Chinese new year seems more suitable for making resolutions (or setting intentions, in the parlance of our time) than Jan. 1, post-holiday, when we are tired and overfed. In Industry‘s Jan/Feb issue (and its first Brooklyn edition!), I try to sort out how change actually happens.
The new year is a time for turning over a new leaf, they say. We all know how that goes, though. Some years are better than others. In real time, the future is a promise and the past a memory. Around this time of year, we do have a moment’s pause, a sense of the last year being over and the next not quite here. This moment in between may last only a day or two, as we scramble to tease the disparate strands of experience, integrating them into a larger story, “My Life,” (with chapters “My Love Life” and “My Career”) and reorient ourselves. Then, the portal closes up, and we are left in the middle again to muddle through.
Read the rest here: The New Girl: On the Thrill and Terror of a New Year
The advent of Spring is a good time to revisit the resolutions I made for the year. This was the first.
1. Pay for experiences, not products.
A very simple example would be yoga classes rather than yoga pants. Writing classes rather than fancy writing implements. Or a museum trip with a friend rather than shopping.
Not to put too fine a point on it; I have bought yoga pants fairly recently. But what I wear to yoga is not as important as the engagement I have in yoga. The feeling I get from doing yoga is what I really want, and looking good for yoga is a shallow well that dries up quickly.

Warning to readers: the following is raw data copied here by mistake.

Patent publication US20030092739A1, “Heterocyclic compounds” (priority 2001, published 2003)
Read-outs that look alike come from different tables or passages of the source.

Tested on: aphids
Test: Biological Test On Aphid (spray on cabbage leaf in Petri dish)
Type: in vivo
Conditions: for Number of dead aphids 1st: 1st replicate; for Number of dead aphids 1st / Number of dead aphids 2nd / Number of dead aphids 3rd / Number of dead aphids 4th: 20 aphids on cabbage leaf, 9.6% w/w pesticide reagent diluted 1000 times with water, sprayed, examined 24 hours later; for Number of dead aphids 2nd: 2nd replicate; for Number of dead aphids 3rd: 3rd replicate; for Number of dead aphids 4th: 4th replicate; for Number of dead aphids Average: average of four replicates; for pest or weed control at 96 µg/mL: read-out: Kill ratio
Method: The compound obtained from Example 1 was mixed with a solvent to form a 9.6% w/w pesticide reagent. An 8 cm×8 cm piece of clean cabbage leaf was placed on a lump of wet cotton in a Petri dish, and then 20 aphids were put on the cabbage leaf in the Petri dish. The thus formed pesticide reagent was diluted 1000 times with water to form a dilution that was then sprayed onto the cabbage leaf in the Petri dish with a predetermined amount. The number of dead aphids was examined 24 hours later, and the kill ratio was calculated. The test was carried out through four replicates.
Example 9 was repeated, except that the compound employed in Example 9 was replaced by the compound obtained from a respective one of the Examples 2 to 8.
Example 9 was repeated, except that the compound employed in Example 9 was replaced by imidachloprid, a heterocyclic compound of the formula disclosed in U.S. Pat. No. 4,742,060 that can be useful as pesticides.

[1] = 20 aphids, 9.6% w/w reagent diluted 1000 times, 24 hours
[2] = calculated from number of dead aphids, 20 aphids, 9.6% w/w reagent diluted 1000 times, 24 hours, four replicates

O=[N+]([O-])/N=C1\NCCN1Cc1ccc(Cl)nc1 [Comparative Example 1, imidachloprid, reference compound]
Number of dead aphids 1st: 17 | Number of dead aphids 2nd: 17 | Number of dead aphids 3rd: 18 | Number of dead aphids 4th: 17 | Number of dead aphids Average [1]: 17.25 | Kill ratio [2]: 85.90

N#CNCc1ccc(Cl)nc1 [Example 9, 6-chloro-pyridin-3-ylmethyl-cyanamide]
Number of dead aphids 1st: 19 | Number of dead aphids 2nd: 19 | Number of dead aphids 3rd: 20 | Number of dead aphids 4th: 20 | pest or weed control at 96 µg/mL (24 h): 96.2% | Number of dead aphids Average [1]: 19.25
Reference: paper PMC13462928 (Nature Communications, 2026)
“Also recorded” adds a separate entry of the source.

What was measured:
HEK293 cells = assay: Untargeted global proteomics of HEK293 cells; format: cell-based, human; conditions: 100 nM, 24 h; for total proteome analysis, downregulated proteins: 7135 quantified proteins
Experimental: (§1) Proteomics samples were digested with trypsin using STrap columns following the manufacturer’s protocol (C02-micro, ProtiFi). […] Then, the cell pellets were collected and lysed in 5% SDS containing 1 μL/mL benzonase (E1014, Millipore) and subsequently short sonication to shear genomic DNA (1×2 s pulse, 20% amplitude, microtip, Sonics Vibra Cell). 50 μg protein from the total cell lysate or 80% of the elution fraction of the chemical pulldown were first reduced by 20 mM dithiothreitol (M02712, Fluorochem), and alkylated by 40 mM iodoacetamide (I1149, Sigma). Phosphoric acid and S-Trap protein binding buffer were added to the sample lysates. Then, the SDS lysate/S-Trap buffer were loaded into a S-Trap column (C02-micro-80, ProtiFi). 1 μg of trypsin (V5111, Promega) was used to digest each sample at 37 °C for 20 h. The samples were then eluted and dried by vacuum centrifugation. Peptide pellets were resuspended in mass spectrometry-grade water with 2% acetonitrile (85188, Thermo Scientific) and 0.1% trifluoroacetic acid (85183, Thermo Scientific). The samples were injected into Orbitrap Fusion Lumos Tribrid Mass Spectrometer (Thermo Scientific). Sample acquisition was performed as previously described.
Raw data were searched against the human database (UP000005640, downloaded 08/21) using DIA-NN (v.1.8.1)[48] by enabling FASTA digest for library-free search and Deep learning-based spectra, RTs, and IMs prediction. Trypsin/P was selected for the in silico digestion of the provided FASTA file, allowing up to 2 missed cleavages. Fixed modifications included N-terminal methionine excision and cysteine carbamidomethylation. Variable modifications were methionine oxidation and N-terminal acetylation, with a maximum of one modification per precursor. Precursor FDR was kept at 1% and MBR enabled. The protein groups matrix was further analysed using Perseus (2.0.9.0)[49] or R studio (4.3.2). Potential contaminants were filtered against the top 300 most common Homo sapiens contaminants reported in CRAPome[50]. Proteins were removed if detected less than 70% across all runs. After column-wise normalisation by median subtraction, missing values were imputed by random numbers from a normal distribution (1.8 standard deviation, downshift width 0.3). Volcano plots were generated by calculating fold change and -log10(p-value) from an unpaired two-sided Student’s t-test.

So often we expect to buy a product and feel a certain way, or be perceived differently because of it. But our experiences are only as good as what we bring to them. We all know that person who you would hang out with to go pick up their dry cleaning, because she makes even doing errands fun.
I had a habit of always rushing through my errands. I wanted to get through them as soon as possible so that I could do something I really wanted to. Inevitably I would end up tired and without energy later to do much of anything. I was rushing through the rest of my life too, trying to get somewhere I wanted to be.
I had it totally backwards.
Now there are two options. We are all going to spend a certain amount of time in line at the DMV, or stuck in traffic on the highway. It can be a miserable toe-tapping experience, and I can sit there, neck tensed, breeding heart disease. But sometimes I notice how the line at the DMV is a very interesting spot to watch people from. Sitting on the highway is a heady kind of boredom, a good moment to put on a loud loud song and loosen up my body, or bang my head for my neighbors’ amusement. Or I can sit there and really let the boredom sink in.
Sometimes boredom is compelling.